When you’re playing your biggest album in full, you can’t save your biggest hit for the end of the encore. Still, we thought there would be a rousing repeat of Babylon or something, because why not? But the second Bowie song was segued really awkwardly into the last few (admittedly energetic) bars of Please Forgive Me. But only the last few bars. It was just weird to finish off a concert with 4 cover versions (from three different artists) and then the false ending reprise of one of your songs.

It was still really good, but it was also really odd.

Anyway… overall, an altogether lovely evening and (even before the encore) we’d been treated to a lot of genuinely great music and some amazing vocals. It’s been 16 years since we last saw him here, but if he does come back again, I’ll definitely be there.

BTS Aquarium Tour

We did a Behind The Scenes tour at the aquarium today. Regular readers will recall that we have done this before. Well, this morning, we did it again.


This was a photo I took before the tour – it’s a Tube Anenome. The photos from the actual tour, which was excellent and included a quick view into the new (but currently empty) 1,500,000 litre exhibit, will follow in due course.

UPDATE: As promised, here they are.

Aquarium Tour

With the cat away (the cat is mostly in Budapest this week), the mice will head down to the Two Oceans Aquarium and learn about the progress of their new exhibit, before going on an excellent behind the scenes tour.

For a start, the passion of the staff is clearly evident. From the friendly greeting, through to the knowledgeable and infectious enthusiasm of Mike de Maine, theĀ Technical Manager, everyone was keen to educate the visitors and answer any queries. Breakfast was served, my kids ate about seventy-four croissants each and we looked at technical plans and 3D renderings of the new section of the aquarium. Mike – who is project managing the work – showed us photos of the new build and shared some of the difficulties that they have experienced: from the unusually varied rock structure underneath the site through to the metalworkers’ strike, which is threatening to push the opening of the new tank back. We were given some startling numbers about cost, concrete and steelwork (I’ll have to look these up, but suffice to say that they were all very big). Also big are the stats on the new tank, from the huge, single-piece 350mm thick acrylic windows to the 10m long tunnel.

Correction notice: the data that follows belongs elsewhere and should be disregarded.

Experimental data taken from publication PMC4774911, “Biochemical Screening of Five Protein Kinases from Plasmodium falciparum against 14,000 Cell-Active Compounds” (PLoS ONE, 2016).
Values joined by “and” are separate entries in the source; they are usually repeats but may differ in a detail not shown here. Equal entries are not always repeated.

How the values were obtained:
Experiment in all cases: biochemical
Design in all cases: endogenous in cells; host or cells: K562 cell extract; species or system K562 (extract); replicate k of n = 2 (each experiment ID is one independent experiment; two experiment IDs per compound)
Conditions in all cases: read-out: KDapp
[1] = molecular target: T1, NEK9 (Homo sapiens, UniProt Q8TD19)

And then curatorĀ Michael Farquhar gave us a quick run down of the complex operation coming up when they will have to transfer the fish from the current tank to the new one and the challenges that they face in doing it. One of things I didn’t realise is that the old tanks (the Kelp Tank and the Predator Exhibit) are leaking and need repairs. There will need to be some shifting around of stock in order for these repairs to be done – all while the aquarium remains open and the public enjoy their visit.
Tough ask.

Finally, we headed backstage and had a look at the surprisingly shabby roof areas, including the top of theĀ predator and kelp tanks – complete with penguins chilling out on the roof. Sadly, the light wasn’t great and my camera has gone to Hungary with the cat, so please excuse the photos.

This is the top of the I&J Predator Exhibit:

Ā  Ā Ā Ā Ā 
And part of the filter room, “something” in the lab and a kitchen shopping list.

You can see some more of my photos here, and some of Mike’s from the building site here.

All in all, a pretty cool and educational couple of hours, and if you are members at the aquarium (and if you’re in Cape Town and you have kids, you really should be) then get yourself along to the next members breakfast – really interesting stuff, nice people and a great way to spend a Saturday morning.